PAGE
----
You can find the acceptable reasons in the INSTRUCTIONS for form 1023. They include bad advice and information from a lawyer, accountant, or IRS employee.
Filing the 990
If your organization claims to be tax-exempt and intends to file your 2300 with the IRS by the end of the 27th month you must file Form 990 (or 990-EZ or 990-N as appropriate) during the 27 month period, even though you have not received determination yet. (The determination letter from IRS is your best PROOF of tax exempt status).
Larger nonprofits that have gross receipts of more than $50 ,000 have to file Form 990 or 990-EZ.
Smaller non-profits having gross receipts of less than $50,000 should file the 990-N.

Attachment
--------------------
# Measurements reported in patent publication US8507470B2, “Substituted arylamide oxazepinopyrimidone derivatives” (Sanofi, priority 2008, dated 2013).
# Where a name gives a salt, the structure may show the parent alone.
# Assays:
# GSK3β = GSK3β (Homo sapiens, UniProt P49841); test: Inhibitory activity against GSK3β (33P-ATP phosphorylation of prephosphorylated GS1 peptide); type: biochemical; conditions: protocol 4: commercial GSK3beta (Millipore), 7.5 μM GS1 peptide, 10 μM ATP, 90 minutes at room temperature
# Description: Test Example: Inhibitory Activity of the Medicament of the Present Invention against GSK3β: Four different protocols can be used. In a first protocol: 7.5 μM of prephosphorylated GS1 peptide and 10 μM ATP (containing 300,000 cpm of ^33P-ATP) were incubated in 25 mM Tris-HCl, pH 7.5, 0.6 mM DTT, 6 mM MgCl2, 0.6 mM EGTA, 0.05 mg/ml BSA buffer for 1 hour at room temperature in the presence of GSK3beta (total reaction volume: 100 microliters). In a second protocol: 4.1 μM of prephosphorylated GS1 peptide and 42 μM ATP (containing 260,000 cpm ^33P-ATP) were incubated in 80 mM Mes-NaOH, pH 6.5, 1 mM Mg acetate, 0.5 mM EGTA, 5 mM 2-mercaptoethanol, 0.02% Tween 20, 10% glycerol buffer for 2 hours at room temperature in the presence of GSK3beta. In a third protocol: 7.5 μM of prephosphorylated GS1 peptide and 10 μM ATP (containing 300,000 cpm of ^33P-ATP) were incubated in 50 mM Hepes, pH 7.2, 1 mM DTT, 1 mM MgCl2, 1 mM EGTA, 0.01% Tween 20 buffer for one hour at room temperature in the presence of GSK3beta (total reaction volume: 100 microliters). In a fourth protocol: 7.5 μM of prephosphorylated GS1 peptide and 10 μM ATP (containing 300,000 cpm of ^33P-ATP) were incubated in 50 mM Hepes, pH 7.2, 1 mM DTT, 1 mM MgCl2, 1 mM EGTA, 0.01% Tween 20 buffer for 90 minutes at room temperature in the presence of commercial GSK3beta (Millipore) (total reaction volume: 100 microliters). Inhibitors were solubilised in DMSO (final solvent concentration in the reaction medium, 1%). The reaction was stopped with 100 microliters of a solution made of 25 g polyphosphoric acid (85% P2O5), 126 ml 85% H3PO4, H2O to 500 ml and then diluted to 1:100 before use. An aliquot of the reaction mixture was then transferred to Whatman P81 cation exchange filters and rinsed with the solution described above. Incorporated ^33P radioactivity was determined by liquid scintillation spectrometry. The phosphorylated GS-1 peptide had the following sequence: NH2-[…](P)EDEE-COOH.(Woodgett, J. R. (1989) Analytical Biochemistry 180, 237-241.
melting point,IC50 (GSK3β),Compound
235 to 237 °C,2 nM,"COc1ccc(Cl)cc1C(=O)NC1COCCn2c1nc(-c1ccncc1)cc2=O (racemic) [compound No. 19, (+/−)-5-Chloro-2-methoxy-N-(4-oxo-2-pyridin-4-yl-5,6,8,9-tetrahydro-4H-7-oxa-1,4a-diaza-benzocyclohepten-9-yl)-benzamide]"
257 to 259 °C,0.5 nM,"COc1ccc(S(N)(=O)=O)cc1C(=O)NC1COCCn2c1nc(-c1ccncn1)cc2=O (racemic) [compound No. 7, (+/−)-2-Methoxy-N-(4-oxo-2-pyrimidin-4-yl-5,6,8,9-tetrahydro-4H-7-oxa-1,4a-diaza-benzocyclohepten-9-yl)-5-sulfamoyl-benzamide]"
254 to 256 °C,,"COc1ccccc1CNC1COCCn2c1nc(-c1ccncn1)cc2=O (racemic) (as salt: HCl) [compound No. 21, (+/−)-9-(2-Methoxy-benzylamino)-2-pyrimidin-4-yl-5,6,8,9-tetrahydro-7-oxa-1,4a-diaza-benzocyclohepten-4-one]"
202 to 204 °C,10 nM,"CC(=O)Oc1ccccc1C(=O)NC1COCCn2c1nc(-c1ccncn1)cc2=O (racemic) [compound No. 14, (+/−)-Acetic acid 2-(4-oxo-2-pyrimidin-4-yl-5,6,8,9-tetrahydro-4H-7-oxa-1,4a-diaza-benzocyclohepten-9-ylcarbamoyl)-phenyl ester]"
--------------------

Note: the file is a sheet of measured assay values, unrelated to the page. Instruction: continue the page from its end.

I spoke with a tax law professor of mine about this. and filing the 1120 only applies when you have LOST tax exempt status.
By the way ... NOT filing the 990 is one of the best ways to do that.
When you do the 990, you'll notice that the receipts will be indicated as either related to the charity or not. Related receipts, (donations that meet with your articles and by laws, for the operation/construction of the school, for example, are related) will not be taxable.
Hope this clears it up for you.
We look forward to helping you and your nonprofit or social enterprise. Please feel free to call us or fill out this form so we can be in touch with you shortly.
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Ok thanks for the information Lane.